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BROCHURE RACK

Bat populations are recovering according to largest ever European study

30/01/2014 09:51:41
news/2010_jan/Daubentons_bat

Daubenton's bat - one of the ones that showed an increase in numbers

January 2014: There is some good news for bats as a new report shows numbers have increased by more than 40 per cent between 1993 and 2011, after declining for many years.The report was carried out by the European Environment Agency (EEA) and 16 of the 45 bat species found across Europe were studied. Scientists compiled data gained from 6 000 hibernating sites across nine different countries and found overall these species appear to have increased by 43  per cent.

 

“It is extremely encouraging to see bat populations increasing after massive historic declines,” EEA Executive Director Hans Bruyninckx said. “It suggests that targeted conservation policies over the last years have been successful. But many bat species are still endangered, so preserving their habitats is still an important priority. Monitoring bats also helps understand changes in wider ecosystems, including climate change, as they are highly sensitive to environmental change.”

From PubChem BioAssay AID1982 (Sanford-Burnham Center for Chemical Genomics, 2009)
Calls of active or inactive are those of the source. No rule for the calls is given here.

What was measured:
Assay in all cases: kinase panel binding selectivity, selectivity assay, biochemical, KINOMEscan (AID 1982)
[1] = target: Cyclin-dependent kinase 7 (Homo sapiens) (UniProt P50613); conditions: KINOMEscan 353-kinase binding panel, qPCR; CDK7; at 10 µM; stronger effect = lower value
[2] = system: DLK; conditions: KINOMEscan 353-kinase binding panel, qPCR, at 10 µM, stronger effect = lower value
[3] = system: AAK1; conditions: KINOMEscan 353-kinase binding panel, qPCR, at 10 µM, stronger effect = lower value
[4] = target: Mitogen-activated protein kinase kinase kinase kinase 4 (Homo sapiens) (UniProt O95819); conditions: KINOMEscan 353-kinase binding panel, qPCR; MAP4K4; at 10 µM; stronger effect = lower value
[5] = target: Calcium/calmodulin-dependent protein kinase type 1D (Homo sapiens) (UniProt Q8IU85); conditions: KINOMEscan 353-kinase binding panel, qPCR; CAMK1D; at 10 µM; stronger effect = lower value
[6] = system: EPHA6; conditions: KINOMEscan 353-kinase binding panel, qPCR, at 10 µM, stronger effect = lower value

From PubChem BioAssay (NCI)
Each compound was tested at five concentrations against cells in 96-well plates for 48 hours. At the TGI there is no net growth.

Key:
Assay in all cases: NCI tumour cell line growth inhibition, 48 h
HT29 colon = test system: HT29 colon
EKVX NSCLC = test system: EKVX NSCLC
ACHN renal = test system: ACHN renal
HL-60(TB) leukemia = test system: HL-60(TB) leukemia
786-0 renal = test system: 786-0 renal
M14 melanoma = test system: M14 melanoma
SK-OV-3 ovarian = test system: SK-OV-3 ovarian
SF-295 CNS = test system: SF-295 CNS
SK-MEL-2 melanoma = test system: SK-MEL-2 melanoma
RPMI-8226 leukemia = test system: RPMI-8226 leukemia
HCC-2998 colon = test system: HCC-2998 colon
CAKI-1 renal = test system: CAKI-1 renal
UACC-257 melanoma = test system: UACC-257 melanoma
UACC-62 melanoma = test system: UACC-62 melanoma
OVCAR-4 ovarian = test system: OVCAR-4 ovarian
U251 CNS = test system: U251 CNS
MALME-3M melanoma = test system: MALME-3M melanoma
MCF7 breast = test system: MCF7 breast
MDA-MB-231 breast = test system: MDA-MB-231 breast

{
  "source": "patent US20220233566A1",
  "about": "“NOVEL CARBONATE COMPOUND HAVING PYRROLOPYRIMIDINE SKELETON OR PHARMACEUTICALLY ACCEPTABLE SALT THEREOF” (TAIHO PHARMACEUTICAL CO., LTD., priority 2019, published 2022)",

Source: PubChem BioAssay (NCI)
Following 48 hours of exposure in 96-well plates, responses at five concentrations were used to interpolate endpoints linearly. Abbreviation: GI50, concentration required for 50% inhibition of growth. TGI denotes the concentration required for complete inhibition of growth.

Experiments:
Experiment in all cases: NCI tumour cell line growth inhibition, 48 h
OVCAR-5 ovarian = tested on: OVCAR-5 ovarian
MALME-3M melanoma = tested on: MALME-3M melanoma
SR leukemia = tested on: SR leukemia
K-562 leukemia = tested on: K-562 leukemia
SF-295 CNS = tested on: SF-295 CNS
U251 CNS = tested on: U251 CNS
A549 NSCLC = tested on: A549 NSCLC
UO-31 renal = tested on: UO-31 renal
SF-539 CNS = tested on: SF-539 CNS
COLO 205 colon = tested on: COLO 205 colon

Intensifying agriculture, changes in land use, intentional killing and destruction of roosts had caused  European bat populations to decline significantly, particularly during the second half of the 20th century.. Additionally, they have been poisoned by timber‑treatment toxic chemicals such as dieldrin, used in roofs.However conservationists warn that they should still be treated as vulnerable because bats tend to be long‑lived animals with a slow rate of reproduction, so while decline can happen rapidly, recovery is slow and numbers will still be lower than before the decline.

The majority of the species showed an increase in numbers with three remaining stable, two species were uncertain and only the grey long-eared bat declined, albeit moderately.

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